10YFP STP Portfolio of Work



The 10YFP STP Portfolio of Work has been designed as a tool for programme Actors (Lead, Co-leads, MAC and Partners) to include new and ongoing initiatives and activities under the umbrella of the programme, given their potential to contribute to its overall goal and specific objectives. The Portfolio aims to increase the visibility of initiatives and activities at the international level as well as to boost synergies and collective action among the programme Actors while advancing the implementation of the different Programme Work Areas.

For further information on the use of the 10YFP STP logo for initiatives (activities/ projects/ events) that are contributing to 10YFP STP objectives, please download the Branding and Logo Guidelines for 10YFP Programmes and the application form template and submit your application to stp10yfp@unwto.org

Overall, in 2015, 10YFP STP Lead, Co-Leads and MAC linked activities worth over USD 2 million to the Portfolio. The main activities undertaken per Work Area are as follows:
1) Integrating SCP in tourism related policies and frameworks: 
  • Japan Ecolodge Association carried out awareness raising to promote the inclusion of sustainability at the top of the public agenda;
  • RETOSA enhanced governance by establishing the Southern Africa Sustainable Tourism Steering Committee;
  • FEDETUR engaged in the development of regional sustainable tourism strategies in Chile;
  • UNEP reviewed the policies of Bhutan and Morocco and shared recommendations related to SCP;
  • Ecotourism Korea trained ASEAN tourism officials on forest-based ecotourism and SCP;
  • The Ministry of Foreign Affairs and International Development of France created a Center of Excellence for ecotourism.
2) Collaboration among stakeholders for the improvement of the tourism sector´s SCP performance: 
  • Fair Trade Tourism started piloting transborder SCP holiday packaging across SADC countries and conducting research on expanding and improving SCP in tourism in the region;
  • The Ministry of Tourism of Morocco conducted a workshop on mainstreaming sustainable tourism for Moroccan stakeholders and produced a whitepaper outlining the key lessons learned;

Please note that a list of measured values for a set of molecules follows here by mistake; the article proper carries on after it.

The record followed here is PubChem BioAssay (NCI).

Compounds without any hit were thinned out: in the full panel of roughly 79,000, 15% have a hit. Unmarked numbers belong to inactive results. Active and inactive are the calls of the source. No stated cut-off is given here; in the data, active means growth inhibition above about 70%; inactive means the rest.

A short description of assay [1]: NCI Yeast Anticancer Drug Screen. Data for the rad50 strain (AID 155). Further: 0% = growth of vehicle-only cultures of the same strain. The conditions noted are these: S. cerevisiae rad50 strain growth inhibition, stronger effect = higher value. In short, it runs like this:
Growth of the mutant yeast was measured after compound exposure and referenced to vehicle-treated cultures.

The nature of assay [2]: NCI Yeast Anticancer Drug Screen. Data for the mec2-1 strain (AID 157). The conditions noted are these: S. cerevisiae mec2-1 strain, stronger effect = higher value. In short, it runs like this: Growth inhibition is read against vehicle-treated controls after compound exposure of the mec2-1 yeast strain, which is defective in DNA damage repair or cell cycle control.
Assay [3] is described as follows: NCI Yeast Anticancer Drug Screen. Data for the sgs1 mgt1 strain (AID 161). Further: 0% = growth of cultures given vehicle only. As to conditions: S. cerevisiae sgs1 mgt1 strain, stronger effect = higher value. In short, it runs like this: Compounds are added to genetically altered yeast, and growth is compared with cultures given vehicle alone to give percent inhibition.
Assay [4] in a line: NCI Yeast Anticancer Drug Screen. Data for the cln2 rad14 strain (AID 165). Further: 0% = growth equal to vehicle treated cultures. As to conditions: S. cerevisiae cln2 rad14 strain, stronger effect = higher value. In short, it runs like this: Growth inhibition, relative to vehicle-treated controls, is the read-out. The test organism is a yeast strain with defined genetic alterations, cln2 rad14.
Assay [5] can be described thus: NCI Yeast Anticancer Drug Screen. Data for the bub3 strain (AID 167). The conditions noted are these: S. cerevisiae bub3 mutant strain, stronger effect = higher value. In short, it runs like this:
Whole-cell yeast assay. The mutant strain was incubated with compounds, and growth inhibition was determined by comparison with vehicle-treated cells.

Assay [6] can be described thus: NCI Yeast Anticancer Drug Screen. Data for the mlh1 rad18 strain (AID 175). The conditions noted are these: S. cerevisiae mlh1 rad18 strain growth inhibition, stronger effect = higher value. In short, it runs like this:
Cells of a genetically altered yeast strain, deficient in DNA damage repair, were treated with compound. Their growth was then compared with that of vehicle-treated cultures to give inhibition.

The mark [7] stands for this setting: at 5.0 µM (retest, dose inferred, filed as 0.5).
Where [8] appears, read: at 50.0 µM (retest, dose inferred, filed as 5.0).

• The Tourism and Protected Areas Specialist (TAPAS) Group of IUCN developed and disseminated materials for protected area managers including reference to community engagement;
  • The Global Sustainable Tourism Council (GSTC) started applying a tool for destinations to measure sustainability with objective data.
3) Fostering the application of guidelines, tools and technical solutions to improve, mitigate and prevent tourism impacts and to mainstream SCP patterns among tourism stakeholders: 
  • The Ministry of Tourism of Croatia started sharing knowledge on smart SCP solutions through the portal on sustainable tourism;
  • Rainforest Alliance supported protected areas in Ecuador and Peru to develop destination management plans including visitor management systems and regulatory frameworks;
  • Sustainable Travel International launched a global campaign on sustainable policy-making and promoted the application of the Sustainable Destination Toolkit; 
  • UNDP supported governments, tourism businesses and local communities in the Maldives, Mauritius and Samoa to adapt to climate change;
  • TUI Group promoted the implementation of a variety of projects involving local communities and government representatives.
4) Enhancing sustainable tourism investment and financing: 
  • UNWTO started a compilation of sources of funding for sustainable tourism.
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